Foreign rescue head describes damage as biggest ever

Foreign rescue head describes damage as biggest ever

Alperen Karaköse - ANKARA
Foreign rescue head describes damage as biggest ever

The destruction caused by the deadly earthquakes that hit the country’s south on Feb. 6 was the largest-ever the International Search and Rescue (ISAR) Germany has come across, the head of the German team has said.

The 45-person team deployed to Hatay’s Kırıkhan district the day after the devastating disaster returned to their country earlier last week after pulling out four people from the rubble alive.

However, 40-year-old Zeynep Kahraman died in hospital on Feb. 11, a day after she was rescued by the ISAR team from a collapsed building where she had been trapped for 104 hours.

“I’ve never seen such dramatic damages, covering such a large area,” ISAR Operations Manager Steven Bayer told Hürriyet Daily News, noting that he was involved in nine to 10 international missions for disaster response.

More than 40,000 people lost their lives in Türkiye as a result of last week’s earthquake, making it the deadliest such disaster since the country’s founding 100 years ago.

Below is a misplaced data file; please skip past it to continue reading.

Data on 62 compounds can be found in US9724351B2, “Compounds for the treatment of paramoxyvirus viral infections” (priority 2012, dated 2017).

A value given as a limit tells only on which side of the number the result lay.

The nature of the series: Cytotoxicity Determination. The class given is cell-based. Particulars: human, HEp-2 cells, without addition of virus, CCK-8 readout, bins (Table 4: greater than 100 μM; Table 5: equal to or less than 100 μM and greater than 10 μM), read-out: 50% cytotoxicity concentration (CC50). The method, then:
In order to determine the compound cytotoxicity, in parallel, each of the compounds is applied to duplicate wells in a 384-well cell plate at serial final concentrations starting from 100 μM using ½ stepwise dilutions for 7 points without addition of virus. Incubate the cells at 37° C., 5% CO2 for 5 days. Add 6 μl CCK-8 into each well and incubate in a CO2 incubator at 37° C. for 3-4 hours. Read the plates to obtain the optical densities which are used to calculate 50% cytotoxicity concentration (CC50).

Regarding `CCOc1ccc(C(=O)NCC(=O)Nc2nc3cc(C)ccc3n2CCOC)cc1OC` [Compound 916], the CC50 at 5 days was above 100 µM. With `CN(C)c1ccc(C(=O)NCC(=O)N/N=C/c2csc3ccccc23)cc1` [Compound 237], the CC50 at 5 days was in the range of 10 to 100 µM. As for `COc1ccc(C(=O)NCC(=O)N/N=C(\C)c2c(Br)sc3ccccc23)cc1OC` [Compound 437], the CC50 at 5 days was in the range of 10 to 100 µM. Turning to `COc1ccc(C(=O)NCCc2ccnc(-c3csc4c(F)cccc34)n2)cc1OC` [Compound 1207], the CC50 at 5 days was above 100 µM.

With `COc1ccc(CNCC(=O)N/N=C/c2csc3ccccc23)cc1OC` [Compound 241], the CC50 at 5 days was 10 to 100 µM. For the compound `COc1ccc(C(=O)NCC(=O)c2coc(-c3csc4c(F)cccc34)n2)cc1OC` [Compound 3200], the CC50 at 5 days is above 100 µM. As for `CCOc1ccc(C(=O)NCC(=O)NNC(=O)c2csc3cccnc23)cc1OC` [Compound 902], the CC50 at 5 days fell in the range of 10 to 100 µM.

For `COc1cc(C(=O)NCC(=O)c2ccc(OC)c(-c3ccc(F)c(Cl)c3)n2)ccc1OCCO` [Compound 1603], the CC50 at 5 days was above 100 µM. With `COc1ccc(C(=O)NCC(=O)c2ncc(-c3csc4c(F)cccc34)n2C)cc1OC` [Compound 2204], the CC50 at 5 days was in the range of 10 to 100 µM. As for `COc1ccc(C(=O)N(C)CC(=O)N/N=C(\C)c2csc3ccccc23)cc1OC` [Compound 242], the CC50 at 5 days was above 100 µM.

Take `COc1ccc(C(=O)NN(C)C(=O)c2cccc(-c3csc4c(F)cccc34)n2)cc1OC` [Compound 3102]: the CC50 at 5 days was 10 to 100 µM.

While the death toll is expected to stagger even further, many of the tens of thousands of survivors left homeless are still struggling to meet basic needs, such as finding shelter amid the bitterly cold temperatures.

Nearly 85,000 buildings in the provinces affected by the Kahramanmaraş-centered earthquakes were detected demolished, to be demolished urgently or severely damaged, Turkish authorities announced on Feb. 17.

Elaborating on the German team’s search efforts in the quake-hit region, Bayer pointed out that they worked together with ISAR Türkiye, which was in close contact with the Disaster and Emergency Management Presidency (AFAD).

“However, most of the tips came from locals and were checked by our rescue dogs and technical search equipment,” he said, adding that they also collected tips on social media as many trapped by buildings took to Twitter and Instagram to ask for help, with emergency lines overwhelmed.

foreign aid,